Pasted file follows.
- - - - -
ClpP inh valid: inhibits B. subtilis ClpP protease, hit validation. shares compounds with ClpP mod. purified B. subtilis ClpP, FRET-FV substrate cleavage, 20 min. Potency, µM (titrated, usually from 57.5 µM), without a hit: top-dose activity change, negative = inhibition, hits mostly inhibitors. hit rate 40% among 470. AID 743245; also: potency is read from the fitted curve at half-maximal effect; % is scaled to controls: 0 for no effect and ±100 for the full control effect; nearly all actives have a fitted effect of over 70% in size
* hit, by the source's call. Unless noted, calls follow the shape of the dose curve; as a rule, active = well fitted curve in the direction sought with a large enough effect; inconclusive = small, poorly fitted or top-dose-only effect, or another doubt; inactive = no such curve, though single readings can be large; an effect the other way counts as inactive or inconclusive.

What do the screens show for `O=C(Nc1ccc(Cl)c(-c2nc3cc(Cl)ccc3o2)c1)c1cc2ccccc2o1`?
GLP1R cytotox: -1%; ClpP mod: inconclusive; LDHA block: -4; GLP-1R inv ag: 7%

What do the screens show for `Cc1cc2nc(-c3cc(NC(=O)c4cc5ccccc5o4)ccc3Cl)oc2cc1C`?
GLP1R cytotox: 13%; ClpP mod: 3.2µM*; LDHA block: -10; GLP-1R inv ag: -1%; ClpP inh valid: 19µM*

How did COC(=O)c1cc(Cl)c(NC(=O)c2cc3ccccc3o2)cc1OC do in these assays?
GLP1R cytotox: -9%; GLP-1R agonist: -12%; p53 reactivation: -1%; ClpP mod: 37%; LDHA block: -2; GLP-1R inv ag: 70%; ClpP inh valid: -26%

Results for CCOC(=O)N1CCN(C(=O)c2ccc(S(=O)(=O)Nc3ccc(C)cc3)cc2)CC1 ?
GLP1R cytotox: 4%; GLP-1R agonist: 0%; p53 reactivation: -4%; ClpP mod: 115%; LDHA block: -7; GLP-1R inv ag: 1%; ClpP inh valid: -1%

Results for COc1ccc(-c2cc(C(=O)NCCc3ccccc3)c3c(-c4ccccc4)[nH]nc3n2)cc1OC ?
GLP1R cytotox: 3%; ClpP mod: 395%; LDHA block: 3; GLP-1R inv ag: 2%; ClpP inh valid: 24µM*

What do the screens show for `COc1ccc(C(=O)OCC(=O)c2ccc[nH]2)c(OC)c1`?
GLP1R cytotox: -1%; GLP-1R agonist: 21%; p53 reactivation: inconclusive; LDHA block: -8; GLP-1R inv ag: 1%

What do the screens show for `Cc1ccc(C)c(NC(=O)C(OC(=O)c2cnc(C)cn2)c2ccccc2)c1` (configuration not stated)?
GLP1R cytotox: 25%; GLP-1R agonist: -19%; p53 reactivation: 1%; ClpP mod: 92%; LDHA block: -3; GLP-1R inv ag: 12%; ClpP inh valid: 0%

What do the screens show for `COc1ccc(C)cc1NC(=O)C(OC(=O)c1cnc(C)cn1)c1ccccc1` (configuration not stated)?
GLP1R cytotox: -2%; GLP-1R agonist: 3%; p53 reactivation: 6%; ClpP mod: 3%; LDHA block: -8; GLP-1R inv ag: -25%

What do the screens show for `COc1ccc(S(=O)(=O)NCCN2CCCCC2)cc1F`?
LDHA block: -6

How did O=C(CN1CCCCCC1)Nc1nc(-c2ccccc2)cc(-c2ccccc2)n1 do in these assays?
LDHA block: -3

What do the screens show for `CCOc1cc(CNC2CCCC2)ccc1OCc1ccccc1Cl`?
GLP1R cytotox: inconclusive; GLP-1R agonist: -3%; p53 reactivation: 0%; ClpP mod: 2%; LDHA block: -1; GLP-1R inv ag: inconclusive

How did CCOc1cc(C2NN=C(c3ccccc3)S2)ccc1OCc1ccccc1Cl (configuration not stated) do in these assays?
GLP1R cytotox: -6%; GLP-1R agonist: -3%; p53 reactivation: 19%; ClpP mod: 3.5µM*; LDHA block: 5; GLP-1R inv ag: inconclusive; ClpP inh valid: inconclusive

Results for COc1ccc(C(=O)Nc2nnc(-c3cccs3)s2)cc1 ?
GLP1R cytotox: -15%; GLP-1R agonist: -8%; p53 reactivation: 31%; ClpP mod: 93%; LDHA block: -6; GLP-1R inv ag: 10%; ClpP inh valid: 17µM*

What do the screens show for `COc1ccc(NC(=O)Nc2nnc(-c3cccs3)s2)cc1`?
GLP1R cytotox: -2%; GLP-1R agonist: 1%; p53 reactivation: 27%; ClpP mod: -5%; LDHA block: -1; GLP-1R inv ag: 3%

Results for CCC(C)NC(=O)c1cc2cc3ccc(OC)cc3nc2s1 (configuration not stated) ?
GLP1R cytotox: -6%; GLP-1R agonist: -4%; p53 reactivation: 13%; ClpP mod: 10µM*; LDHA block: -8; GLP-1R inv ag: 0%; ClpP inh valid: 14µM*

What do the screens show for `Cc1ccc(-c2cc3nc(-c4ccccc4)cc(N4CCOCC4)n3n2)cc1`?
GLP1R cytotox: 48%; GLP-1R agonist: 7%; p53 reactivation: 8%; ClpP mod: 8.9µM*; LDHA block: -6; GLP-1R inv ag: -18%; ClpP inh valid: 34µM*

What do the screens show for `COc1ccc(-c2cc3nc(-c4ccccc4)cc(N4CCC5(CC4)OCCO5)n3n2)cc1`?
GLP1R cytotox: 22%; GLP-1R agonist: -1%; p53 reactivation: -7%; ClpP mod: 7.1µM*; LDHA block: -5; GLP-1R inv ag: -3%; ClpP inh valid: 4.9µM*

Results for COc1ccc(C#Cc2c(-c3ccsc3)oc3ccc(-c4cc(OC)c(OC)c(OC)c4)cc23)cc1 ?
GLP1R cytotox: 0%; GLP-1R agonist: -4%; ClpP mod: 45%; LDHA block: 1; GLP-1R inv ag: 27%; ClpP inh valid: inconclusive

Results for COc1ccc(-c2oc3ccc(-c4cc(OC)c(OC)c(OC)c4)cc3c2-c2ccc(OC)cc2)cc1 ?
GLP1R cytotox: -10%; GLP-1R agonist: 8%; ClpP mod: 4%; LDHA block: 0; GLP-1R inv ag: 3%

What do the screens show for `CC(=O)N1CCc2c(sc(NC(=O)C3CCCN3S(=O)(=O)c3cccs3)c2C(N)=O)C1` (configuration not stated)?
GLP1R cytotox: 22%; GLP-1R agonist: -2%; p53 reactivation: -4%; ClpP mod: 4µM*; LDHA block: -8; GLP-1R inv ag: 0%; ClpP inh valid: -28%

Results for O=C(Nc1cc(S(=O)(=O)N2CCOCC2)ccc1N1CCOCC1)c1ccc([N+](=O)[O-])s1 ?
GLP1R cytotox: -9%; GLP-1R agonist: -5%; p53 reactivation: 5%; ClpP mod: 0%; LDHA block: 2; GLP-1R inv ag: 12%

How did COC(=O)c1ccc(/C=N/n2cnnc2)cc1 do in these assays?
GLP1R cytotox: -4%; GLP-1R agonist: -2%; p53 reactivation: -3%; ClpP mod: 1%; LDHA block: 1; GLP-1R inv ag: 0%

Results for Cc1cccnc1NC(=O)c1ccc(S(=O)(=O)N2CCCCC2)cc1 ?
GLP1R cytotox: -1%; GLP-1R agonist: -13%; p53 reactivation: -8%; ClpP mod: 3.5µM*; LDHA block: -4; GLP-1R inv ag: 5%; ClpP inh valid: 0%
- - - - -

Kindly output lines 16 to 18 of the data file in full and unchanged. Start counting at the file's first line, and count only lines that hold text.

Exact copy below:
GLP1R cytotox: 25%; GLP-1R agonist: -19%; p53 reactivation: 1%; ClpP mod: 92%; LDHA block: -3; GLP-1R inv ag: 12%; ClpP inh valid: 0%

What do the screens show for `COc1ccc(C)cc1NC(=O)C(OC(=O)c1cnc(C)cn1)c1ccccc1` (configuration not stated)?
GLP1R cytotox: -2%; GLP-1R agonist: 3%; p53 reactivation: 6%; ClpP mod: 3%; LDHA block: -8; GLP-1R inv ag: -25%